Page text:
Last week I had a conversation with a client about how one coaches employees to think bigger. Of course, I asked some questions first so I understood what he meant. Let me share the specifics. This client's company does software development. He said that often customers will call with a problem, and the tech support (or even the developers) go to work to solve the problem. The immediate problem gets solved, yet at some point down the road it recurs. His questions were: "How do I get my employees to see/understand that the problem is bigger than what it seems? How do I teach them to look at the situation in a broader sense, rather than simply fixing the problem the customer called about?"
There are two parts to handling this issue. Part One is to react and fix the problem. If you are in cardiac arrest you don't want the emergency room doctor to stand around thinking bigger. You want him to treat you and get your heart working properly, and then look at the bigger picture. The same is true in business.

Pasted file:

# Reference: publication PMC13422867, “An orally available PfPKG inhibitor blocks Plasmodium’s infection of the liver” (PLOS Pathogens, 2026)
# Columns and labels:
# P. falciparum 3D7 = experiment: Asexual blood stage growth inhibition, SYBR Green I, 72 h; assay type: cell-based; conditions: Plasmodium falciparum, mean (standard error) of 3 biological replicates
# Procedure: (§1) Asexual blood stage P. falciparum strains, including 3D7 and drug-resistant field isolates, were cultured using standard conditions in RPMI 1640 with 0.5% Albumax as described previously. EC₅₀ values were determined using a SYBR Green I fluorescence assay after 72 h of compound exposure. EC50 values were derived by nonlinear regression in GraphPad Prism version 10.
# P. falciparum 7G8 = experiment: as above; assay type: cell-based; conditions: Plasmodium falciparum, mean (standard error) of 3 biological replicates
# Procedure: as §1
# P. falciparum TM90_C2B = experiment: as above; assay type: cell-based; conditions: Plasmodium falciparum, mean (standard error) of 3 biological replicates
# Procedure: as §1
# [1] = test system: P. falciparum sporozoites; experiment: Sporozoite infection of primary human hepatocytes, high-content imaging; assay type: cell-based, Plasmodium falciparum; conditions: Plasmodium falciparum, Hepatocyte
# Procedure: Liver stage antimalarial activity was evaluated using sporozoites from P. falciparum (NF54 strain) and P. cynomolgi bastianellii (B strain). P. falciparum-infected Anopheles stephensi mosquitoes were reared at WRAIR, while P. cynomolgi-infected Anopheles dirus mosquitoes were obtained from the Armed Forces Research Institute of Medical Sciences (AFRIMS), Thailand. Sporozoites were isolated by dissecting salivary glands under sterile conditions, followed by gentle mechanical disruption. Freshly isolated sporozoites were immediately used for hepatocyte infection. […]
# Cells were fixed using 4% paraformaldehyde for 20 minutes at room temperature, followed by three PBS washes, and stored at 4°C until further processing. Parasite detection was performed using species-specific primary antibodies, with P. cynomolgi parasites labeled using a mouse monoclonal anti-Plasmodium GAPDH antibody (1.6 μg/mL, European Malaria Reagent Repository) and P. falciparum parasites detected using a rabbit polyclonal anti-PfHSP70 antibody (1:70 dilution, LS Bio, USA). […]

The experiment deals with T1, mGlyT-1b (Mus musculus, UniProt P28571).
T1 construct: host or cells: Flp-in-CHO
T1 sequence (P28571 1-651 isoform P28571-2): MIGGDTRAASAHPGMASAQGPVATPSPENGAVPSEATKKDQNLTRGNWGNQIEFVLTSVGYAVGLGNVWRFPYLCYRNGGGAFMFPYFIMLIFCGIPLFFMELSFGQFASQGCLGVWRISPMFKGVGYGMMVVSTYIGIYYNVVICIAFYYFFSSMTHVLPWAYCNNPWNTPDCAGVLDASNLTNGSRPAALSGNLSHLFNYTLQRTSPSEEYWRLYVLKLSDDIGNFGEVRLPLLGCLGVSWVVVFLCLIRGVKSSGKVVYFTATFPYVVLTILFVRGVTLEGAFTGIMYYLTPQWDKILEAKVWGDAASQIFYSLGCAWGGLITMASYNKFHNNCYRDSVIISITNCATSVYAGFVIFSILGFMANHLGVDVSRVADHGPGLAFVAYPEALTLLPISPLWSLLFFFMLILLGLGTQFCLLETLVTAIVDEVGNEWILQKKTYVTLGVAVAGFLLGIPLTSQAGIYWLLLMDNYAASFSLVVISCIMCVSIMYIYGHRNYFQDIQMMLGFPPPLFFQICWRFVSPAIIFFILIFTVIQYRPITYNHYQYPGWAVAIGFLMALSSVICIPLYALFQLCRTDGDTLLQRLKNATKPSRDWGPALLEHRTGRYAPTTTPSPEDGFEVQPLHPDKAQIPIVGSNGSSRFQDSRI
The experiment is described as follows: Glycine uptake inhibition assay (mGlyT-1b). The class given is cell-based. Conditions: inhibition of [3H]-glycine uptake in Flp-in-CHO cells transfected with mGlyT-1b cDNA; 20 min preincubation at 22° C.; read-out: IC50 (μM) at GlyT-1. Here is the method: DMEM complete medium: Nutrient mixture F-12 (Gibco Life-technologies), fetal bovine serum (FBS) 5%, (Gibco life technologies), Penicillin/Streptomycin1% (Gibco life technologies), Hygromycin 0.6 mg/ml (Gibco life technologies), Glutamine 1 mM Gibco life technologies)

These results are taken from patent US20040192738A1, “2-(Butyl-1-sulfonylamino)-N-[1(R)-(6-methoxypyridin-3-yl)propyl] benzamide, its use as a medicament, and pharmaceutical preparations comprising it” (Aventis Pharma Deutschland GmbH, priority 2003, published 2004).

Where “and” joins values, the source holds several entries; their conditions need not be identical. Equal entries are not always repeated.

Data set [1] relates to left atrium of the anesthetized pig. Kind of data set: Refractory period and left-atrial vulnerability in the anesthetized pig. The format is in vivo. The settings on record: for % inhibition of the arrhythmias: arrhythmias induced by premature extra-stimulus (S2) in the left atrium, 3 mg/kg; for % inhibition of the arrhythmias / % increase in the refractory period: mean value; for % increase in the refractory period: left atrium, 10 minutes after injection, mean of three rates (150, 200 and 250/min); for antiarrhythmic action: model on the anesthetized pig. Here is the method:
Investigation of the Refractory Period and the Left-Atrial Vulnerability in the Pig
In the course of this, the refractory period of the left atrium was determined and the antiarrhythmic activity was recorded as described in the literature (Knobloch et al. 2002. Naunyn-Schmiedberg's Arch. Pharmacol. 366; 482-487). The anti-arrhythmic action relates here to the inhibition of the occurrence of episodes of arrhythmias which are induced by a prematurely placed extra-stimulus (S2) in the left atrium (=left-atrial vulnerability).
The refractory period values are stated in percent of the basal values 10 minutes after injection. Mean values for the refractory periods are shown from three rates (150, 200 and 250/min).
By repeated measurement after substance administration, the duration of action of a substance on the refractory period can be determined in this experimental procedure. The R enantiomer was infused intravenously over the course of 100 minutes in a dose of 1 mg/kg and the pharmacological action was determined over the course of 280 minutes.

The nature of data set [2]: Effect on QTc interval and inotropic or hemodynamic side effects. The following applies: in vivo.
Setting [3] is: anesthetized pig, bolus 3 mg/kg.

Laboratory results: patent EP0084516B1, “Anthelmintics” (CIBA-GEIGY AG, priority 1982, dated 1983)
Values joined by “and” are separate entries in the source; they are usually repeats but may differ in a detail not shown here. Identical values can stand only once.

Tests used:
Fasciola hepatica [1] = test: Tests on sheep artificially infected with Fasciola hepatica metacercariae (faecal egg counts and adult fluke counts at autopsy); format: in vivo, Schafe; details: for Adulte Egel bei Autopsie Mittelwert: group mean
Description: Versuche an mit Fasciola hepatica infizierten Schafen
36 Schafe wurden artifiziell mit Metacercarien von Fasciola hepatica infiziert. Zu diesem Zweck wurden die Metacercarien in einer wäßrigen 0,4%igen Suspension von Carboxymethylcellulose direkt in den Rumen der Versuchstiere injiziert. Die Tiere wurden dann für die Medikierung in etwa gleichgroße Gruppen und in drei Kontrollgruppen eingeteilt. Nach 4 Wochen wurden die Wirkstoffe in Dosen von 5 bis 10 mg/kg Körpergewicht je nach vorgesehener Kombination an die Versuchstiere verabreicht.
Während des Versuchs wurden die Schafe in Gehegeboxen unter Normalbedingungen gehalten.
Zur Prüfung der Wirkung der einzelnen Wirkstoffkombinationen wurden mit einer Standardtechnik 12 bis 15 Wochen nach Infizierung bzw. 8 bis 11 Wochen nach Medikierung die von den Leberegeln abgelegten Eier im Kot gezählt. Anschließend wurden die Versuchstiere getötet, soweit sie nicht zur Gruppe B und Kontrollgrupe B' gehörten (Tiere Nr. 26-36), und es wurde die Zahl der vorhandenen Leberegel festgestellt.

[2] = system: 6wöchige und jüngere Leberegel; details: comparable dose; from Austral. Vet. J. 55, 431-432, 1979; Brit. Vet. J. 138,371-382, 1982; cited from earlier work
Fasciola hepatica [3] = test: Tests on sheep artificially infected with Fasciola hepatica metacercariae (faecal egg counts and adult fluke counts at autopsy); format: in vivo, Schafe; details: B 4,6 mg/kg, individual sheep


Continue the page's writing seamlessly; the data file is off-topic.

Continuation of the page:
Part Two is what doctors often do, but in business it's often ignored; i.e., asking questions as to the cause and long-term treatment: What caused the problem, is it likely to recur, have others experienced the same problem, is what I did to solve the problem a patch or a long-term solution? Doctors are trained to look beyond the symptoms.
In business the first step to coaching employees to think bigger is to help them understand that just because the problem goes away (the tech support issue is resolved) does not mean the underlying issue is resolved. Like doctors, business owners and employees must respond to the immediate issue at hand. Once that is handled, however, they need to step back and assess what caused the problem.
Want your employees to think bigger? Coach them to take a lesson from medicine.